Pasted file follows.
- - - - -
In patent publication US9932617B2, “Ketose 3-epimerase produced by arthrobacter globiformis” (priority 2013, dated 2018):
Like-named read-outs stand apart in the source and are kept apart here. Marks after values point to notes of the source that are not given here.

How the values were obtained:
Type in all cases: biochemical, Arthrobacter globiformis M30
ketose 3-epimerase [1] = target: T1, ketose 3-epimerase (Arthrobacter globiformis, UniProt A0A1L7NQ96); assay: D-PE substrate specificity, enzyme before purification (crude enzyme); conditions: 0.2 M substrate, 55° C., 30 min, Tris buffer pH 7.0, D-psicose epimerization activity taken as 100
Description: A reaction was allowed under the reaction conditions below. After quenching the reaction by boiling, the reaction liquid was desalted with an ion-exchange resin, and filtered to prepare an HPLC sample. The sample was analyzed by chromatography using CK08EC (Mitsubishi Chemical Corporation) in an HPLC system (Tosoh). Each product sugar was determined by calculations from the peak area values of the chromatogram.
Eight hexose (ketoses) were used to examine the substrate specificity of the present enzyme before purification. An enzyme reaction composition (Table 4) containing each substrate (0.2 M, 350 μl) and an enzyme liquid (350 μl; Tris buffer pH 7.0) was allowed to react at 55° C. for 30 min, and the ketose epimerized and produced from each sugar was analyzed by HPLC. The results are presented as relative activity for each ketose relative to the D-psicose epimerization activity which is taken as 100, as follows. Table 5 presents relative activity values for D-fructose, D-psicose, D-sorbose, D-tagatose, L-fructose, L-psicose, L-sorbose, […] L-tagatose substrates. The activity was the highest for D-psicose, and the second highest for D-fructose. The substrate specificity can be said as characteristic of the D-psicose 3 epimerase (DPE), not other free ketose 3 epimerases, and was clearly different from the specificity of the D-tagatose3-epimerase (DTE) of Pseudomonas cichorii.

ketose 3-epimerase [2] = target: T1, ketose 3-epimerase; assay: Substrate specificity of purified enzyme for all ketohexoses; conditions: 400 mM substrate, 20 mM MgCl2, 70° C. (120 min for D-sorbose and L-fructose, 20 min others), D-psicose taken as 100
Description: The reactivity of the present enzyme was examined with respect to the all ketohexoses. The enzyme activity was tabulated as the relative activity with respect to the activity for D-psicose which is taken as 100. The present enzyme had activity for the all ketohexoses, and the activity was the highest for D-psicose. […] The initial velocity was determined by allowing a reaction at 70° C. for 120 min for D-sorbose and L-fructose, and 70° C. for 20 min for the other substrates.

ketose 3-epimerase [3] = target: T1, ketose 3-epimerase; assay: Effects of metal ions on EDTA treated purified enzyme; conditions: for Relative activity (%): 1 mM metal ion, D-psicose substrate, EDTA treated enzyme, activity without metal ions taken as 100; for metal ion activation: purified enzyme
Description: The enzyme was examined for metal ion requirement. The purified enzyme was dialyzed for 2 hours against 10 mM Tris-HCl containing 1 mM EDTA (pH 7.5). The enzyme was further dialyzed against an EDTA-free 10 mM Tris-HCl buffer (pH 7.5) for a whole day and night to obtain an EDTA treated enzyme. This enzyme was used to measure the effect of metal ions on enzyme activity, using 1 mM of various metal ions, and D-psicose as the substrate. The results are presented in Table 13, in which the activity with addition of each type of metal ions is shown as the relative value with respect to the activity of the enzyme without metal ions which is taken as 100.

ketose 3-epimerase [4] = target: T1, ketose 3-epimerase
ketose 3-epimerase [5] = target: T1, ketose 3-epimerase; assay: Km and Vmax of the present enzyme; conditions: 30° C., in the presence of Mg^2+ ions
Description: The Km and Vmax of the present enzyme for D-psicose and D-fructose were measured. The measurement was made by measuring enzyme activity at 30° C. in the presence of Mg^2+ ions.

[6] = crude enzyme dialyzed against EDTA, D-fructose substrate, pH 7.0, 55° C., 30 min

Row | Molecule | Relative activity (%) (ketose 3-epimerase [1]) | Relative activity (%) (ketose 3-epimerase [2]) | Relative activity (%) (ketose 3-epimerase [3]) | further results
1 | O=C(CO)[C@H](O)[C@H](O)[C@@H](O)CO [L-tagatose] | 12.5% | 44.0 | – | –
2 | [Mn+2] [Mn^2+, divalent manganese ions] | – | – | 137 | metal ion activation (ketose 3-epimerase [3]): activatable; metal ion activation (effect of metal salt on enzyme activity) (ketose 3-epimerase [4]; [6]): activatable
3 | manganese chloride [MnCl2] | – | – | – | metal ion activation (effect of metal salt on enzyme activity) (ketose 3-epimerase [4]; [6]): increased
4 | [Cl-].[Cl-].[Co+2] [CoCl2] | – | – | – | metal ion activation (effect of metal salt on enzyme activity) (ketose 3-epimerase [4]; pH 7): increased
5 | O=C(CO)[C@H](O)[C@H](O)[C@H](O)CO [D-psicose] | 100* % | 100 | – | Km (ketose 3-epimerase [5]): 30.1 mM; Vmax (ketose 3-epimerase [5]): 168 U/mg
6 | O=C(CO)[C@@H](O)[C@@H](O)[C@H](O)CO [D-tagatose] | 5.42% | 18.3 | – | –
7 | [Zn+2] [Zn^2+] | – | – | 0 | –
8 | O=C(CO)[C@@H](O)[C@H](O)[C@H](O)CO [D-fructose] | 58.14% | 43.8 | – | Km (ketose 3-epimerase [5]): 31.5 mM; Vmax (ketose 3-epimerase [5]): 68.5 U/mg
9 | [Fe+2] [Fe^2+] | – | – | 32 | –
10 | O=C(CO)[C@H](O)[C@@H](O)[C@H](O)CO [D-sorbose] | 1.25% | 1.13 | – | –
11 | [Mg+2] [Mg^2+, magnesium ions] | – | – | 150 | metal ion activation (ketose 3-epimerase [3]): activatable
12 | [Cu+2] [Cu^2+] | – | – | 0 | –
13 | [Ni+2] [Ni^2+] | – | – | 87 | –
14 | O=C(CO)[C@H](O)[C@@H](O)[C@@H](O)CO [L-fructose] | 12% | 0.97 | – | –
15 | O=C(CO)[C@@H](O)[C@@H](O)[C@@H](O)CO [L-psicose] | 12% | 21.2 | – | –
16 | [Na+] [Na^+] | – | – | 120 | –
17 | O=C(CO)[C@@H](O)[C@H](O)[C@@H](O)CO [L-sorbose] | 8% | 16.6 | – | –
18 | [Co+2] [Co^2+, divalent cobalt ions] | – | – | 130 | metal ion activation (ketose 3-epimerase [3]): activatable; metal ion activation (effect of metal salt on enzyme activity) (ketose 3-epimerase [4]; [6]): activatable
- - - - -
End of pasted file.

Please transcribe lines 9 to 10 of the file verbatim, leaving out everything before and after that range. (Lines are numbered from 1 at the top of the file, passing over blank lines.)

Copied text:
Description: The reactivity of the present enzyme was examined with respect to the all ketohexoses. The enzyme activity was tabulated as the relative activity with respect to the activity for D-psicose which is taken as 100. The present enzyme had activity for the all ketohexoses, and the activity was the highest for D-psicose. […] The initial velocity was determined by allowing a reaction at 70° C. for 120 min for D-sorbose and L-fructose, and 70° C. for 20 min for the other substrates.

ketose 3-epimerase [3] = target: T1, ketose 3-epimerase; assay: Effects of metal ions on EDTA treated purified enzyme; conditions: for Relative activity (%): 1 mM metal ion, D-psicose substrate, EDTA treated enzyme, activity without metal ions taken as 100; for metal ion activation: purified enzyme